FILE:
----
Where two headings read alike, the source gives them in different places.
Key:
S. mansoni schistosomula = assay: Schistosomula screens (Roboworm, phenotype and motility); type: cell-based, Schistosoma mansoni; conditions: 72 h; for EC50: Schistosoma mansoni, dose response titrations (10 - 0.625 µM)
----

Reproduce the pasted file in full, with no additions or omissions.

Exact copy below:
Where two headings read alike, the source gives them in different places.
Key:
S. mansoni schistosomula = assay: Schistosomula screens (Roboworm, phenotype and motility); type: cell-based, Schistosoma mansoni; conditions: 72 h; for EC50: Schistosoma mansoni, dose response titrations (10 - 0.625 µM)